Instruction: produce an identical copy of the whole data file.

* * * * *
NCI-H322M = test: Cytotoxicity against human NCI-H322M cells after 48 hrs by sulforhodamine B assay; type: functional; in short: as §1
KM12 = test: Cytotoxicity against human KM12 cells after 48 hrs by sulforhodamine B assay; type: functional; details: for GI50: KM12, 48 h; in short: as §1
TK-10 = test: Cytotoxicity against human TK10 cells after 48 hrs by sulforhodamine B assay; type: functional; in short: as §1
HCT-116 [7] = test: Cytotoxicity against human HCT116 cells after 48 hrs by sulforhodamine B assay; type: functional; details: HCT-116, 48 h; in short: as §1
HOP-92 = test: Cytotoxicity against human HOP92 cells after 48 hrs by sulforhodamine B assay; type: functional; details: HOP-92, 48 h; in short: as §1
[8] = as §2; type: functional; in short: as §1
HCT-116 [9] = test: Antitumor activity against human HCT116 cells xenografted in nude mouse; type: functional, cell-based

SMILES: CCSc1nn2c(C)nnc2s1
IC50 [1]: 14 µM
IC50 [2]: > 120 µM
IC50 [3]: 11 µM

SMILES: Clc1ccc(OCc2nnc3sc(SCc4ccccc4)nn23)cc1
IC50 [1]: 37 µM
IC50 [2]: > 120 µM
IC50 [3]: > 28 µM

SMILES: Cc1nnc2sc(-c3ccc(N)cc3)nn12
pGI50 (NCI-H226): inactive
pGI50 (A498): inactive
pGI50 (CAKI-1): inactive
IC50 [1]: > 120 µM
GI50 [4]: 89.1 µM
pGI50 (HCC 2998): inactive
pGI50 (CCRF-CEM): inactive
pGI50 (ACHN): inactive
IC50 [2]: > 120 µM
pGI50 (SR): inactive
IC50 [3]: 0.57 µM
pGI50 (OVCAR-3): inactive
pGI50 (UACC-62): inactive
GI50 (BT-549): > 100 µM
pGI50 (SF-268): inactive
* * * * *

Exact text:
NCI-H322M = test: Cytotoxicity against human NCI-H322M cells after 48 hrs by sulforhodamine B assay; type: functional; in short: as §1
KM12 = test: Cytotoxicity against human KM12 cells after 48 hrs by sulforhodamine B assay; type: functional; details: for GI50: KM12, 48 h; in short: as §1
TK-10 = test: Cytotoxicity against human TK10 cells after 48 hrs by sulforhodamine B assay; type: functional; in short: as §1
HCT-116 [7] = test: Cytotoxicity against human HCT116 cells after 48 hrs by sulforhodamine B assay; type: functional; details: HCT-116, 48 h; in short: as §1
HOP-92 = test: Cytotoxicity against human HOP92 cells after 48 hrs by sulforhodamine B assay; type: functional; details: HOP-92, 48 h; in short: as §1
[8] = as §2; type: functional; in short: as §1
HCT-116 [9] = test: Antitumor activity against human HCT116 cells xenografted in nude mouse; type: functional, cell-based

SMILES: CCSc1nn2c(C)nnc2s1
IC50 [1]: 14 µM
IC50 [2]: > 120 µM
IC50 [3]: 11 µM

SMILES: Clc1ccc(OCc2nnc3sc(SCc4ccccc4)nn23)cc1
IC50 [1]: 37 µM
IC50 [2]: > 120 µM
IC50 [3]: > 28 µM

SMILES: Cc1nnc2sc(-c3ccc(N)cc3)nn12
pGI50 (NCI-H226): inactive
pGI50 (A498): inactive
pGI50 (CAKI-1): inactive
IC50 [1]: > 120 µM
GI50 [4]: 89.1 µM
pGI50 (HCC 2998): inactive
pGI50 (CCRF-CEM): inactive
pGI50 (ACHN): inactive
IC50 [2]: > 120 µM
pGI50 (SR): inactive
IC50 [3]: 0.57 µM
pGI50 (OVCAR-3): inactive
pGI50 (UACC-62): inactive
GI50 (BT-549): > 100 µM
pGI50 (SF-268): inactive